There was also a huge surge globally in ecommerce purchases which included Malaysia as well. So if you are planning to set up an online or digital platform here, you will be able to offer your products or services to a sizable addressable market that are not only tech savvy but also with some disposable income especially the millennials.

Recently, Cradle Fund which is a government funding agency backed by the Ministry of Finance has announced that they are launching two new grants amounting to RM26.5 mil (around USD6.2 mil) namely Cradle Investment Programme Ignite (CIP Ignite) and Cradle Investment Programme Accelerate (CIP Accelerate).  CIP Ignite is designed as a conditional grant of up to RM500,000 to help support early-stage technology-based startups, tech-based small and medium enterprises (SMEs) or spin-off companies from universities or research institutes, whereas CIP Accelerate provides funding of up to RM2 million focused on accelerating the growth of deep tech companies and spin-offs from universities and research institutes

These are just some of the funding opportunities and initiatives being undertaken by the Malaysian government. In addition, foreign venture capitals and local investors regularly invest in technology companies. The inherent challenge faced by many investors is the sourcing and screening process as many early stage entrepreneurs may not have a strong business case. This is also where tech accelerators and incubators are aplenty in Malaysia to fill this gap so that investors will have more visibility on potential startups for investments.

What should investors and entrepreneurs be thinking about most when considering getting involved in the Malaysian startup and technology ecosystem?

Similar to other jurisdictions in Southeast Asia, getting local inputs like legal counsel, accountant, and even engaging with local ecosystem enablers like Malaysian Global Innovation & Creativity Centre (MaGIC) and Malaysia Digital Economy Corporation (MDEC) will allow investors and entrepreneurs understand the local Malaysian startup ecosystem.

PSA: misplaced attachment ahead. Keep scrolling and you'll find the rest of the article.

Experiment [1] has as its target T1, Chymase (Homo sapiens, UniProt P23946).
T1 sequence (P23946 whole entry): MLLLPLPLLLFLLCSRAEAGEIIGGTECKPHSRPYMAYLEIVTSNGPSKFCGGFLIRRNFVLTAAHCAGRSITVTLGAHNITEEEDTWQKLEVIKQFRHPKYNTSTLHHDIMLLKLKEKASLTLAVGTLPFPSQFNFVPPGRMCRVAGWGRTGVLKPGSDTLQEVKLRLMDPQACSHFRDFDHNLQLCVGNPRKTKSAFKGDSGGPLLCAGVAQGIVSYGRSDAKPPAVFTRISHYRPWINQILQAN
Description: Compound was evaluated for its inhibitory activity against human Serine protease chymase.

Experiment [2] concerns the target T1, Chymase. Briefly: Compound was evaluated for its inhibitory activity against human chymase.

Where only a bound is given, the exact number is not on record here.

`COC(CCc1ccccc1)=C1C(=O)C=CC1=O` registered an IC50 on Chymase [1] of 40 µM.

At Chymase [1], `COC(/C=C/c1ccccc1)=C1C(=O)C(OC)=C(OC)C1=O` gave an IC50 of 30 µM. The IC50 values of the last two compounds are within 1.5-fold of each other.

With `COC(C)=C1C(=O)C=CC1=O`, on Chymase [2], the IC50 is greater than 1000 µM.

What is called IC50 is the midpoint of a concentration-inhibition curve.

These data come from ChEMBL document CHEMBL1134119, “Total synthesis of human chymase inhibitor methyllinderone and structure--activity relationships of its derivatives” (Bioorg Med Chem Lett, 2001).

For example, since 2016, MaGIC has been running ACE (Asean Centre of Entrepreneurship) programme which seeks to help startups expand into ASEAN countries. MaGIC does not just help local companies but also regional startups that are finding to set up a shop in Malaysia.

MDEC also maintains a comprehensive database of resources and service providers on its one stop centre known as Malaysia Digital Hub. On the platform, you’ll be able to find more information on getting a work visa, forming a company, legal advice, finding a coworking space, and other related areas.

On a side note, we are proud to say that Izwan & Partners is one of the legal partners and listed for both of the ACE and Malaysia Digital Hub programmes respectively.

What advice would you give to Malaysian investors and startup entrepreneurs who are thinking about expanding outside of Malaysia?

For a Malaysian company to succeed, it needs to start looking at building its business with a regional or even a global perspective.

According to the Internet Economy Report by Temasek, Bain & Co, and Google published last year, over 10 million Southeast Asian are joining the workforce annually. They are young, educated, tech-savvy and always connected. Young millennials are used to paying for subscriptions like paying for streaming and other cloud based services. They are also more likely to become an early adopter for new solutions as they are constantly looking for new and innovative ways to do things.

For instance, young millennials with some disposable income are finding smarter ways to allocate their hard earned capital on new investment products. They are open to investing in crowdfunding platforms and robo advisors. Although they may be riskier investments, these investments may also potentially reap good returns which means better social mobility.

We must applaud Malaysian government agencies like MDEC and MaGIC for their constant support and initiatives. To illustrate, MaGIC’s annual Global Accelerator Programme (GAP) seeks to offer any startup in the world a platform to equip them with the necessary skills to expand their companies into Southeast Asia. For MDEC, a combination of both young and seasoned business leaders under its Global Growth Acceleration (GGA) team can be found in its GAIN programme which have seen more Malaysian companies expanding overseas.